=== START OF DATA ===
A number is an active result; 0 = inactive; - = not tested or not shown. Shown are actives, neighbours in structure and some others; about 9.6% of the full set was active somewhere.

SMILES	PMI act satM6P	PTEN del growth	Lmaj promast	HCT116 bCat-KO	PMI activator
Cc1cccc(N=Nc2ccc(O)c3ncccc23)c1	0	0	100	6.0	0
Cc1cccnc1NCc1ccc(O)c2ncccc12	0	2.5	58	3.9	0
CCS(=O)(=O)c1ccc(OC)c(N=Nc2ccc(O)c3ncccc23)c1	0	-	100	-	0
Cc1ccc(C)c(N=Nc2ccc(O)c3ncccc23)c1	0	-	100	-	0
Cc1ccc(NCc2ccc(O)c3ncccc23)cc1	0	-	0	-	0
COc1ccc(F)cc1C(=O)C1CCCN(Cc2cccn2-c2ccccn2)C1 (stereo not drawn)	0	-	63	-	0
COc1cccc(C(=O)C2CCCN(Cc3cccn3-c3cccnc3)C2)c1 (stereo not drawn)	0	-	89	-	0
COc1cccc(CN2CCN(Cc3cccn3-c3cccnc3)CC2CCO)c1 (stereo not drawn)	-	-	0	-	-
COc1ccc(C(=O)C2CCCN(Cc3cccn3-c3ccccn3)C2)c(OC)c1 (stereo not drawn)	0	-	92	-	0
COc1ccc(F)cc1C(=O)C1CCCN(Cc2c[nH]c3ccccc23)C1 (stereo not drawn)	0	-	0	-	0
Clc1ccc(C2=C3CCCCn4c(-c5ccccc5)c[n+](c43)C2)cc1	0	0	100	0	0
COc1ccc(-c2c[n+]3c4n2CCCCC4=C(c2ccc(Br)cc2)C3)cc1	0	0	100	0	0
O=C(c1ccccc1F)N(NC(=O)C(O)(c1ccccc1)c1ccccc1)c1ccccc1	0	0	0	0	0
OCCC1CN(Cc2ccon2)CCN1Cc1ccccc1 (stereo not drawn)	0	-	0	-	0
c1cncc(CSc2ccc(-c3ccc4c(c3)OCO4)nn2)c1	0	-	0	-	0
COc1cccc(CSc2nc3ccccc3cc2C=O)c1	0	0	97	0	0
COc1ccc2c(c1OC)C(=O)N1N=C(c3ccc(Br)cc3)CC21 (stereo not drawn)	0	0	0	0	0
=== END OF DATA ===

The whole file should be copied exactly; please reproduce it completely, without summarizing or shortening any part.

A number is an active result; 0 = inactive; - = not tested or not shown. Shown are actives, neighbours in structure and some others; about 9.6% of the full set was active somewhere.

SMILES	PMI act satM6P	PTEN del growth	Lmaj promast	HCT116 bCat-KO	PMI activator
Cc1cccc(N=Nc2ccc(O)c3ncccc23)c1	0	0	100	6.0	0
Cc1cccnc1NCc1ccc(O)c2ncccc12	0	2.5	58	3.9	0
CCS(=O)(=O)c1ccc(OC)c(N=Nc2ccc(O)c3ncccc23)c1	0	-	100	-	0
Cc1ccc(C)c(N=Nc2ccc(O)c3ncccc23)c1	0	-	100	-	0
Cc1ccc(NCc2ccc(O)c3ncccc23)cc1	0	-	0	-	0
COc1ccc(F)cc1C(=O)C1CCCN(Cc2cccn2-c2ccccn2)C1 (stereo not drawn)	0	-	63	-	0
COc1cccc(C(=O)C2CCCN(Cc3cccn3-c3cccnc3)C2)c1 (stereo not drawn)	0	-	89	-	0
COc1cccc(CN2CCN(Cc3cccn3-c3cccnc3)CC2CCO)c1 (stereo not drawn)	-	-	0	-	-
COc1ccc(C(=O)C2CCCN(Cc3cccn3-c3ccccn3)C2)c(OC)c1 (stereo not drawn)	0	-	92	-	0
COc1ccc(F)cc1C(=O)C1CCCN(Cc2c[nH]c3ccccc23)C1 (stereo not drawn)	0	-	0	-	0
Clc1ccc(C2=C3CCCCn4c(-c5ccccc5)c[n+](c43)C2)cc1	0	0	100	0	0
COc1ccc(-c2c[n+]3c4n2CCCCC4=C(c2ccc(Br)cc2)C3)cc1	0	0	100	0	0
O=C(c1ccccc1F)N(NC(=O)C(O)(c1ccccc1)c1ccccc1)c1ccccc1	0	0	0	0	0
OCCC1CN(Cc2ccon2)CCN1Cc1ccccc1 (stereo not drawn)	0	-	0	-	0
c1cncc(CSc2ccc(-c3ccc4c(c3)OCO4)nn2)c1	0	-	0	-	0
COc1cccc(CSc2nc3ccccc3cc2C=O)c1	0	0	97	0	0
COc1ccc2c(c1OC)C(=O)N1N=C(c3ccc(Br)cc3)CC21 (stereo not drawn)	0	0	0	0	0